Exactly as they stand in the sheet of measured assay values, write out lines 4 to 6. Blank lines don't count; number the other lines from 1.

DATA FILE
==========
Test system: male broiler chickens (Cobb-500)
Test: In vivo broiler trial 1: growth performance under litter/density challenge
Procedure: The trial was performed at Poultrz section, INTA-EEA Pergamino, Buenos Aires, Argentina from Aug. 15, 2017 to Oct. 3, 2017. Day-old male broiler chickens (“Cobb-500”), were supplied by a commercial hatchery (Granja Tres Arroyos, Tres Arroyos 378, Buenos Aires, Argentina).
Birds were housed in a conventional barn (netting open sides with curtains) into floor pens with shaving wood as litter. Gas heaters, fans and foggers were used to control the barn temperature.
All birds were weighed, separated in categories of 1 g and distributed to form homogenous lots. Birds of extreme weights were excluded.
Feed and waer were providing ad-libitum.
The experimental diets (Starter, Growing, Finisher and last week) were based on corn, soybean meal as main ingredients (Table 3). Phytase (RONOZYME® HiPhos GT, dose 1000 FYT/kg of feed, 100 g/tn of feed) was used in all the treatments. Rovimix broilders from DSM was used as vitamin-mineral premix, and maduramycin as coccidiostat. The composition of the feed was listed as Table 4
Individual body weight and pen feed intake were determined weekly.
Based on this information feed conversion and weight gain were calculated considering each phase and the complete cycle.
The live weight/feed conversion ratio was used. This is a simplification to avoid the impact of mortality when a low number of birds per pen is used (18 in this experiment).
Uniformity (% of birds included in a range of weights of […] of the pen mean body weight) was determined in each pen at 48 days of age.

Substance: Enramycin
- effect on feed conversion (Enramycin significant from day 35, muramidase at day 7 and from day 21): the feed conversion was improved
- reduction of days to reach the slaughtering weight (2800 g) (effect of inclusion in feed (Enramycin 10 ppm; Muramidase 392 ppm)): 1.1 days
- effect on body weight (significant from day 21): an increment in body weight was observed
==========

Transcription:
Birds were housed in a conventional barn (netting open sides with curtains) into floor pens with shaving wood as litter. Gas heaters, fans and foggers were used to control the barn temperature.
All birds were weighed, separated in categories of 1 g and distributed to form homogenous lots. Birds of extreme weights were excluded.
Feed and waer were providing ad-libitum.